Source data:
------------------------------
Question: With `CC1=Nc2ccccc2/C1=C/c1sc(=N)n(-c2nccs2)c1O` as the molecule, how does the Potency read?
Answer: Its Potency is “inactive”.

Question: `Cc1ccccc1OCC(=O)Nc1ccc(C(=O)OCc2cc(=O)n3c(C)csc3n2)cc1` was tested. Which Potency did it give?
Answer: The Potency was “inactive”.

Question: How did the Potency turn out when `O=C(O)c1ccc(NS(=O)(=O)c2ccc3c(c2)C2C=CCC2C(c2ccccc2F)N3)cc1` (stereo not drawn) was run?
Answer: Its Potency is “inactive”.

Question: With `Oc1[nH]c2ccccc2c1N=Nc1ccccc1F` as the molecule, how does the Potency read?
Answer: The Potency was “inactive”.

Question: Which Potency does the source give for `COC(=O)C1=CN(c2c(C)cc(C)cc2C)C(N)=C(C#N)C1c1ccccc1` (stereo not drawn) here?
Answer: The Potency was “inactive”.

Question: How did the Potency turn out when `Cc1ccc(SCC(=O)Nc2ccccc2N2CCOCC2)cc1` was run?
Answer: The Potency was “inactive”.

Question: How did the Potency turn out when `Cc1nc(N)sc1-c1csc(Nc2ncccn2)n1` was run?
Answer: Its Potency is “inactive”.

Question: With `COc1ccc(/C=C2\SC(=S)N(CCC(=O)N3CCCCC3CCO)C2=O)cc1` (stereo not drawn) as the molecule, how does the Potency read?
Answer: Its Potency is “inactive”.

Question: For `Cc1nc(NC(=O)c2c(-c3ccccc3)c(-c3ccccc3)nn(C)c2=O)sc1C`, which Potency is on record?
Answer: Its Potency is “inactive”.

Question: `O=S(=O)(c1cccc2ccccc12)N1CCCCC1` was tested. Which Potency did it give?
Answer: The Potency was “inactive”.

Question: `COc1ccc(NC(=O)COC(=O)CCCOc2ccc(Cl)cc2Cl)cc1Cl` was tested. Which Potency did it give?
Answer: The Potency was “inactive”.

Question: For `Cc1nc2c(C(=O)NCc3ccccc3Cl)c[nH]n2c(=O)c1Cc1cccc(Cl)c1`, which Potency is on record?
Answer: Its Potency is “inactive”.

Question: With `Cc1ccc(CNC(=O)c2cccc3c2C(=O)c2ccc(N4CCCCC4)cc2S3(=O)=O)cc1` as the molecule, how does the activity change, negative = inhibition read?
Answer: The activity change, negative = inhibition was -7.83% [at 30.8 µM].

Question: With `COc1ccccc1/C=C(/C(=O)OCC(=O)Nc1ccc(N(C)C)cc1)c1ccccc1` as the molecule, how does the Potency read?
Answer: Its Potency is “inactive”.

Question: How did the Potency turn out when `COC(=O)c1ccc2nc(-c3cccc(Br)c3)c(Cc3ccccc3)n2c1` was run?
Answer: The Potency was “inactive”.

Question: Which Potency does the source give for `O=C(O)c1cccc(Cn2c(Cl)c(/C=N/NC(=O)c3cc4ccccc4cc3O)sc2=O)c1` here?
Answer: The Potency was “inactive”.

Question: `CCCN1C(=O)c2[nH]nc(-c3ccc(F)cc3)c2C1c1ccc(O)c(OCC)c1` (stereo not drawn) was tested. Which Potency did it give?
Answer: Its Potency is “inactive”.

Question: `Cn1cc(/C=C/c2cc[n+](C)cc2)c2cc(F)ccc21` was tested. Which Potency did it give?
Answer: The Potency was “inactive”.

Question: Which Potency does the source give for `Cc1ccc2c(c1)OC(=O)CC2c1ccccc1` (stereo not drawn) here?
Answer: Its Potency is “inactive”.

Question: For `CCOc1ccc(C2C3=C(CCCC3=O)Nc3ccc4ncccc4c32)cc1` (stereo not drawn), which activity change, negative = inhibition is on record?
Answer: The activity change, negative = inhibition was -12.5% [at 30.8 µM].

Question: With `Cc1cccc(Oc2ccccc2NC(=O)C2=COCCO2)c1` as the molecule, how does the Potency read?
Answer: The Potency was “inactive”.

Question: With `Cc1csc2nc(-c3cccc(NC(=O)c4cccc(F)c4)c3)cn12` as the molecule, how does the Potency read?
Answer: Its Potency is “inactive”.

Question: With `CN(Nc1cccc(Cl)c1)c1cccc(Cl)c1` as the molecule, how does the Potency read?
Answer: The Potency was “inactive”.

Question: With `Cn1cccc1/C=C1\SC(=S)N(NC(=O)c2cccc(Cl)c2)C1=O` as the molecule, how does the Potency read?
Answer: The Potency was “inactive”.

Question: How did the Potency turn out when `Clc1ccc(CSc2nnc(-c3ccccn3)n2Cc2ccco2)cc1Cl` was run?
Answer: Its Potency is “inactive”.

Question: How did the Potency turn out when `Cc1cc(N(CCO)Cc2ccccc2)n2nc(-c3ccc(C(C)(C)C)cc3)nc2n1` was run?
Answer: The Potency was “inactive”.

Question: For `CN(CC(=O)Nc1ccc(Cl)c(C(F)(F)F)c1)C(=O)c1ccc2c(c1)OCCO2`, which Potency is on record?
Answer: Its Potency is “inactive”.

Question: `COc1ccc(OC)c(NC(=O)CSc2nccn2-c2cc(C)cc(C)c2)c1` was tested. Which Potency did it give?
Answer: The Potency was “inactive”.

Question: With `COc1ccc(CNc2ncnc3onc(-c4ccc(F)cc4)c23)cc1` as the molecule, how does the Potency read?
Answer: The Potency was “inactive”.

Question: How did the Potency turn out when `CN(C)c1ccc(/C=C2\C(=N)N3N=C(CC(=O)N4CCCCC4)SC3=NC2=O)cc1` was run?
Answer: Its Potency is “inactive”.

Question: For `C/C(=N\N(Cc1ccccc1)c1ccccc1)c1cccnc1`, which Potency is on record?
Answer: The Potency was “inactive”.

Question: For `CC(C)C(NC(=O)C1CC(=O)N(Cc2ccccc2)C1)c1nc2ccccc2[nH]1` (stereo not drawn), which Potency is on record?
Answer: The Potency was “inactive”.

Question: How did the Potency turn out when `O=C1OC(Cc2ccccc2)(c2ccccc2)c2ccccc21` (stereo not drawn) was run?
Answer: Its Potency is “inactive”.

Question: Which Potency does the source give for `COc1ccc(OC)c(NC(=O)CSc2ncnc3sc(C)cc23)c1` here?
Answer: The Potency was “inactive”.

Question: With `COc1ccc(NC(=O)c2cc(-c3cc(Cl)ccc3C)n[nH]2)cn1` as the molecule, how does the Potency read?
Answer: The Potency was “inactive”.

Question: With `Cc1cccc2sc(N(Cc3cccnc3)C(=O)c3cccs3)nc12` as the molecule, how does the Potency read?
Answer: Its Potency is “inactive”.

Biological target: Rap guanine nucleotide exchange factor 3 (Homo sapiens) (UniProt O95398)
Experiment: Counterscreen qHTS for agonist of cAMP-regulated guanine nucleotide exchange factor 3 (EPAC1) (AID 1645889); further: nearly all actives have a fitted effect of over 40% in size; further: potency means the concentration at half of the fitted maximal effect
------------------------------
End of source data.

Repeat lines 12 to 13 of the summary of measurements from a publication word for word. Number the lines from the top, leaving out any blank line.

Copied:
Answer: The Potency was “inactive”.

Question: How did the Potency turn out when `Cc1nc(N)sc1-c1csc(Nc2ncccn2)n1` was run?